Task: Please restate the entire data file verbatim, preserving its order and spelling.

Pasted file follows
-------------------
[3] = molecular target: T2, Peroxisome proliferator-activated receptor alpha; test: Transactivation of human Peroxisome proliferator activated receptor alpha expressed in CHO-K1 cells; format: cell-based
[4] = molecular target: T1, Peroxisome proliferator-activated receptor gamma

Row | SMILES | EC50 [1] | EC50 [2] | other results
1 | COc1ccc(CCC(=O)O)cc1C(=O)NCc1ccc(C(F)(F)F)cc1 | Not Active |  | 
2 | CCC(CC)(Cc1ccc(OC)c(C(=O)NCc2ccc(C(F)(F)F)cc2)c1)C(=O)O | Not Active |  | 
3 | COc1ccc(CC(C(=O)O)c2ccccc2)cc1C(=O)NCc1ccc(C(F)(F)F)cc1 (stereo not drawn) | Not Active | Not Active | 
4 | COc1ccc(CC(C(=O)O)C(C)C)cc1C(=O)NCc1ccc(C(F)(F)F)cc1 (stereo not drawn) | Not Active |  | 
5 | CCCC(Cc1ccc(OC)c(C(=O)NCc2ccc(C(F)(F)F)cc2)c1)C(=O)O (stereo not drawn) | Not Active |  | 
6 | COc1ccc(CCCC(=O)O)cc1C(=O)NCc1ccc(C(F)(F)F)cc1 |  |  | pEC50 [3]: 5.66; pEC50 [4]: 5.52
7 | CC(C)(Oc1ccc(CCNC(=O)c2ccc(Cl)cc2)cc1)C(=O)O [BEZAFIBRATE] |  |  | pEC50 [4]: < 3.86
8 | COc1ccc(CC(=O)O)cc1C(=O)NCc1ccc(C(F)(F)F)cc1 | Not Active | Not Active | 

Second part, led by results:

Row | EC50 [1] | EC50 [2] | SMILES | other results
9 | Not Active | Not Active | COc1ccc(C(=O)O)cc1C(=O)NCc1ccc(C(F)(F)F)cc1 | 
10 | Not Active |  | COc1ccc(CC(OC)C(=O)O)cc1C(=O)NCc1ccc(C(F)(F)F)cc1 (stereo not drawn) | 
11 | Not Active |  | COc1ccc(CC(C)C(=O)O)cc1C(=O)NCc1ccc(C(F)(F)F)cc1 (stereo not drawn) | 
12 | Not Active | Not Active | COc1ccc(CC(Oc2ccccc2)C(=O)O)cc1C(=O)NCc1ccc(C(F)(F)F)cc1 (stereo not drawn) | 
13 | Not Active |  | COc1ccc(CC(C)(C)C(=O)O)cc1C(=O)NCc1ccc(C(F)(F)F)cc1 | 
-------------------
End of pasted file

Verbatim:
[3] = molecular target: T2, Peroxisome proliferator-activated receptor alpha; test: Transactivation of human Peroxisome proliferator activated receptor alpha expressed in CHO-K1 cells; format: cell-based
[4] = molecular target: T1, Peroxisome proliferator-activated receptor gamma

Row | SMILES | EC50 [1] | EC50 [2] | other results
1 | COc1ccc(CCC(=O)O)cc1C(=O)NCc1ccc(C(F)(F)F)cc1 | Not Active |  | 
2 | CCC(CC)(Cc1ccc(OC)c(C(=O)NCc2ccc(C(F)(F)F)cc2)c1)C(=O)O | Not Active |  | 
3 | COc1ccc(CC(C(=O)O)c2ccccc2)cc1C(=O)NCc1ccc(C(F)(F)F)cc1 (stereo not drawn) | Not Active | Not Active | 
4 | COc1ccc(CC(C(=O)O)C(C)C)cc1C(=O)NCc1ccc(C(F)(F)F)cc1 (stereo not drawn) | Not Active |  | 
5 | CCCC(Cc1ccc(OC)c(C(=O)NCc2ccc(C(F)(F)F)cc2)c1)C(=O)O (stereo not drawn) | Not Active |  | 
6 | COc1ccc(CCCC(=O)O)cc1C(=O)NCc1ccc(C(F)(F)F)cc1 |  |  | pEC50 [3]: 5.66; pEC50 [4]: 5.52
7 | CC(C)(Oc1ccc(CCNC(=O)c2ccc(Cl)cc2)cc1)C(=O)O [BEZAFIBRATE] |  |  | pEC50 [4]: < 3.86
8 | COc1ccc(CC(=O)O)cc1C(=O)NCc1ccc(C(F)(F)F)cc1 | Not Active | Not Active | 

Second part, led by results:

Row | EC50 [1] | EC50 [2] | SMILES | other results
9 | Not Active | Not Active | COc1ccc(C(=O)O)cc1C(=O)NCc1ccc(C(F)(F)F)cc1 | 
10 | Not Active |  | COc1ccc(CC(OC)C(=O)O)cc1C(=O)NCc1ccc(C(F)(F)F)cc1 (stereo not drawn) | 
11 | Not Active |  | COc1ccc(CC(C)C(=O)O)cc1C(=O)NCc1ccc(C(F)(F)F)cc1 (stereo not drawn) | 
12 | Not Active | Not Active | COc1ccc(CC(Oc2ccccc2)C(=O)O)cc1C(=O)NCc1ccc(C(F)(F)F)cc1 (stereo not drawn) | 
13 | Not Active |  | COc1ccc(CC(C)(C)C(=O)O)cc1C(=O)NCc1ccc(C(F)(F)F)cc1 | 